Who is given preference if there’s a shortage of ventilators? Who is not?

Since the early days of the novel coronavirus pandemic, hospitals have been scrambling to update documents that describe how they would allocate scarce resources. Citing the sensitive nature of their life-or-death deliberations, many hospitals have declined to talk on the record about their plans.

Now, a paper published in the Annals of Internal Medicine gives the first broad look at some of those rationing documents.

The analysis examines 29 plans primarily from large academic medical centers in urban areas in 18 states and the District. The plans diverge significantly on multiple issues.

Ten of the plans give preference for scarce ventilators to health-care workers, citing a reciprocal moral responsibility because the medical professionals voluntarily put themselves in harm’s way and/or because they are critical to the pandemic response.

Half of the policies use age as a criterion for rationing ventilators, but only two had explicit age cutoffs. Four plans go in the opposite direction, prohibiting decisions based on age.

Seventeen policies prohibit using criteria such as ability to pay, race and citizenship to determine who gains access to ventilators.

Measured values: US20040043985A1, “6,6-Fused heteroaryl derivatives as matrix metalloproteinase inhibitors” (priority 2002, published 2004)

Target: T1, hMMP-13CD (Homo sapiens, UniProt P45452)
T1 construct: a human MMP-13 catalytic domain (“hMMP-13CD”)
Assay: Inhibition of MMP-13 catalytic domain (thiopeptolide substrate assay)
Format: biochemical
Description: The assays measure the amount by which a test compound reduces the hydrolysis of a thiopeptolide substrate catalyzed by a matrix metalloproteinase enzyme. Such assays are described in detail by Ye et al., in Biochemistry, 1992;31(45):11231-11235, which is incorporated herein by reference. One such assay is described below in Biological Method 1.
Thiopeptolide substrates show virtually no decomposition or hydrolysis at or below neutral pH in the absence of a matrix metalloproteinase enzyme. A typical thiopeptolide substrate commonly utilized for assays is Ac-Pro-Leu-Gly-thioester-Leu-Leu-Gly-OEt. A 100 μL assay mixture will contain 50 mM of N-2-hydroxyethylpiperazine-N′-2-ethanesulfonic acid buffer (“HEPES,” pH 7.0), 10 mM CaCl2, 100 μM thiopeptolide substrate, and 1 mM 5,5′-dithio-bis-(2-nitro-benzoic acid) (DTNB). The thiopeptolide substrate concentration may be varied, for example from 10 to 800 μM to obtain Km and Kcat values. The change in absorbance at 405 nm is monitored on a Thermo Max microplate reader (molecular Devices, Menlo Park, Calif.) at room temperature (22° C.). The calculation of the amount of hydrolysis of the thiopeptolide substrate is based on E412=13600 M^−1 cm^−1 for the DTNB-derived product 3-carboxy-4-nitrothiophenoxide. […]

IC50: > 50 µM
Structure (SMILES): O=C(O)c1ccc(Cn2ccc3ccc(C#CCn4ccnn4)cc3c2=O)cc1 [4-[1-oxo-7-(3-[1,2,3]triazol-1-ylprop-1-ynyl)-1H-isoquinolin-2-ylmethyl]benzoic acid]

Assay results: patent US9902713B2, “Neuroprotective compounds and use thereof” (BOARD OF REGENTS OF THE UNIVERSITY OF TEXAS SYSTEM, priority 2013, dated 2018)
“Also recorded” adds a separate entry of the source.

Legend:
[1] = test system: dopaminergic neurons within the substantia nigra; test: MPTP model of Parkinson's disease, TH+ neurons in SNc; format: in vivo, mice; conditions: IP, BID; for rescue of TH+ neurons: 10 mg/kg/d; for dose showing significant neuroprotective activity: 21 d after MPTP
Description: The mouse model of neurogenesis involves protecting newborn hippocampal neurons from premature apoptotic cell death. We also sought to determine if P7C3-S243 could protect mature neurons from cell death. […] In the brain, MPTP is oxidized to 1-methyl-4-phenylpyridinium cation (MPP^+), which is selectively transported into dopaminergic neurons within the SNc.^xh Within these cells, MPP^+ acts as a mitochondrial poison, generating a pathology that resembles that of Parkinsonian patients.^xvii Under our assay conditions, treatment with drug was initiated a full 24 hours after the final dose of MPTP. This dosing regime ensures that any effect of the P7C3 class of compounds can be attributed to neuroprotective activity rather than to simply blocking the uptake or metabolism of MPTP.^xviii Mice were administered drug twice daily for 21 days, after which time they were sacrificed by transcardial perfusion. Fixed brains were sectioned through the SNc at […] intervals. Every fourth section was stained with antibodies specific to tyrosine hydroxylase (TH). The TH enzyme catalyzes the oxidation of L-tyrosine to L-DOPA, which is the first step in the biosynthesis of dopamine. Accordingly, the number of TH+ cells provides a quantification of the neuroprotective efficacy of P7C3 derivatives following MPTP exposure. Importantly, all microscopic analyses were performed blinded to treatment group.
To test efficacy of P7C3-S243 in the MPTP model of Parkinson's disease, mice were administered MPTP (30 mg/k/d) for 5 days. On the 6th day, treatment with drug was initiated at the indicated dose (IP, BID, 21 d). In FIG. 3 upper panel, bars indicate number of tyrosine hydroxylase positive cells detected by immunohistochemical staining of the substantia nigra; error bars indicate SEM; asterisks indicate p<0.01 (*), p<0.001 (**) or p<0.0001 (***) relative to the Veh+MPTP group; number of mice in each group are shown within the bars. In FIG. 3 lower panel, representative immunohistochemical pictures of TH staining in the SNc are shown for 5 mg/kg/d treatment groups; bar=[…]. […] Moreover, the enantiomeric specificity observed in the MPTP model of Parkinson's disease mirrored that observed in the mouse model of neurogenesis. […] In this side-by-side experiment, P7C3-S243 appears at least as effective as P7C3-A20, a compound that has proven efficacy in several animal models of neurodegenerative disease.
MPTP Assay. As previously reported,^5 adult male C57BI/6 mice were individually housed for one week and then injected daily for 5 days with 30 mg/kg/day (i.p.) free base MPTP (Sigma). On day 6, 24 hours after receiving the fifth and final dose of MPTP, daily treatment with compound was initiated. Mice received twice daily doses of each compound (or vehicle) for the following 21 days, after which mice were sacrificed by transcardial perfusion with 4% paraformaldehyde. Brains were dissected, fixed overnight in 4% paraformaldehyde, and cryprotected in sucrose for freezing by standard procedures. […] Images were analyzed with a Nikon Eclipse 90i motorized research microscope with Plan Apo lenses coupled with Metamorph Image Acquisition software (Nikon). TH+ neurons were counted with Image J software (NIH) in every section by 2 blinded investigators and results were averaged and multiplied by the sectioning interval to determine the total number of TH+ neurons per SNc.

Seven of the plans allow doctors to write do-not-resuscitate orders for patients even if it goes against the wishes of their families. The rest do not address this issue.

Thomas A. Bledsoe, a physician at Brown University and chair of the Ethics Committee for Rhode Island Hospital, wrote in a commentary accompanying the study that the variation among policies is problematic, because it may result in injustice.

He said approaches that “advocate disadvantaging older adults, disabled persons, or other groups on the basis of diagnosis, perceived social worth, or predicted life expectancy send a message to all patients that some lives are valued more than others.” He also objected to universal do-not-resuscitate orders and the use of social worth and “life-years” — a measure of a person’s life expectancy — as criteria for resource allocation. Such measures, he said, conflict with fairness principles.

“Pitting generation against generation, patient groups against each other, patients against physicians, or physicians against institutions is harmful. We are all in the same boat. When things get tough — especially when things get tough — we must all row in the same direction,” Bledsoe wrote.